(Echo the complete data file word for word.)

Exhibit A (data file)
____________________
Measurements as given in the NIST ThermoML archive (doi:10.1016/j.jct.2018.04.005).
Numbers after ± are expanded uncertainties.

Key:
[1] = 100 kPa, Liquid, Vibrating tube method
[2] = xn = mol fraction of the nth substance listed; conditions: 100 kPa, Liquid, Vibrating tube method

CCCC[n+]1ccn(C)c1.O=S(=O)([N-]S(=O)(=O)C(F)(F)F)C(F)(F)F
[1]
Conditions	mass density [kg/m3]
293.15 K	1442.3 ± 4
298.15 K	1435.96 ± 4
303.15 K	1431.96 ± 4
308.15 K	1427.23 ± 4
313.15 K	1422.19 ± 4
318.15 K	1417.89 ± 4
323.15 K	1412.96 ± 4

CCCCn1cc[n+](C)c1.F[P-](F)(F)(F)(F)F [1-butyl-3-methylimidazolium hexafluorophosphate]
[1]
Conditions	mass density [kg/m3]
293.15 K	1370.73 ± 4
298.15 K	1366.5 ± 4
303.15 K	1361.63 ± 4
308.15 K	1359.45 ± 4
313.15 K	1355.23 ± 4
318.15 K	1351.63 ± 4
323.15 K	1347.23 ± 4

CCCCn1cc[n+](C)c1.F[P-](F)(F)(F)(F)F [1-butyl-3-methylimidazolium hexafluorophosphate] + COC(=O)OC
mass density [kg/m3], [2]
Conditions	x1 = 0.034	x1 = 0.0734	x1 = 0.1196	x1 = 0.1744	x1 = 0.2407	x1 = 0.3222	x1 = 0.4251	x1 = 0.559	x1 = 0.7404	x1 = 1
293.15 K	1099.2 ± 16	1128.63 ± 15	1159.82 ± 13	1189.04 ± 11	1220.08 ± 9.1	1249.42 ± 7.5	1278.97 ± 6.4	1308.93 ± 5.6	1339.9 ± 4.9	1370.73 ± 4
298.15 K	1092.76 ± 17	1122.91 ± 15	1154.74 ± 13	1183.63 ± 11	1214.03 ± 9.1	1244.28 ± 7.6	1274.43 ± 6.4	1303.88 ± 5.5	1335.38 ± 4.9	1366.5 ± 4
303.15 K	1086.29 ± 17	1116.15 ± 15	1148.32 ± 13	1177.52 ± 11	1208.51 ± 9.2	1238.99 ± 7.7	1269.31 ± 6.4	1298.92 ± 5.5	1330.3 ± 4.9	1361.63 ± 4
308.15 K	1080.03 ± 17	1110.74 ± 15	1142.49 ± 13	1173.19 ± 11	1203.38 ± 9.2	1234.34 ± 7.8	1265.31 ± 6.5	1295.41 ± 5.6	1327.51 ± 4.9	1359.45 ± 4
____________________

Measurements as given in the NIST ThermoML archive (doi:10.1016/j.jct.2018.04.005).
Numbers after ± are expanded uncertainties.

Key:
[1] = 100 kPa, Liquid, Vibrating tube method
[2] = xn = mol fraction of the nth substance listed; conditions: 100 kPa, Liquid, Vibrating tube method

CCCC[n+]1ccn(C)c1.O=S(=O)([N-]S(=O)(=O)C(F)(F)F)C(F)(F)F
[1]
Conditions	mass density [kg/m3]
293.15 K	1442.3 ± 4
298.15 K	1435.96 ± 4
303.15 K	1431.96 ± 4
308.15 K	1427.23 ± 4
313.15 K	1422.19 ± 4
318.15 K	1417.89 ± 4
323.15 K	1412.96 ± 4

CCCCn1cc[n+](C)c1.F[P-](F)(F)(F)(F)F [1-butyl-3-methylimidazolium hexafluorophosphate]
[1]
Conditions	mass density [kg/m3]
293.15 K	1370.73 ± 4
298.15 K	1366.5 ± 4
303.15 K	1361.63 ± 4
308.15 K	1359.45 ± 4
313.15 K	1355.23 ± 4
318.15 K	1351.63 ± 4
323.15 K	1347.23 ± 4

CCCCn1cc[n+](C)c1.F[P-](F)(F)(F)(F)F [1-butyl-3-methylimidazolium hexafluorophosphate] + COC(=O)OC
mass density [kg/m3], [2]
Conditions	x1 = 0.034	x1 = 0.0734	x1 = 0.1196	x1 = 0.1744	x1 = 0.2407	x1 = 0.3222	x1 = 0.4251	x1 = 0.559	x1 = 0.7404	x1 = 1
293.15 K	1099.2 ± 16	1128.63 ± 15	1159.82 ± 13	1189.04 ± 11	1220.08 ± 9.1	1249.42 ± 7.5	1278.97 ± 6.4	1308.93 ± 5.6	1339.9 ± 4.9	1370.73 ± 4
298.15 K	1092.76 ± 17	1122.91 ± 15	1154.74 ± 13	1183.63 ± 11	1214.03 ± 9.1	1244.28 ± 7.6	1274.43 ± 6.4	1303.88 ± 5.5	1335.38 ± 4.9	1366.5 ± 4
303.15 K	1086.29 ± 17	1116.15 ± 15	1148.32 ± 13	1177.52 ± 11	1208.51 ± 9.2	1238.99 ± 7.7	1269.31 ± 6.4	1298.92 ± 5.5	1330.3 ± 4.9	1361.63 ± 4
308.15 K	1080.03 ± 17	1110.74 ± 15	1142.49 ± 13	1173.19 ± 11	1203.38 ± 9.2	1234.34 ± 7.8	1265.31 ± 6.5	1295.41 ± 5.6	1327.51 ± 4.9	1359.45 ± 4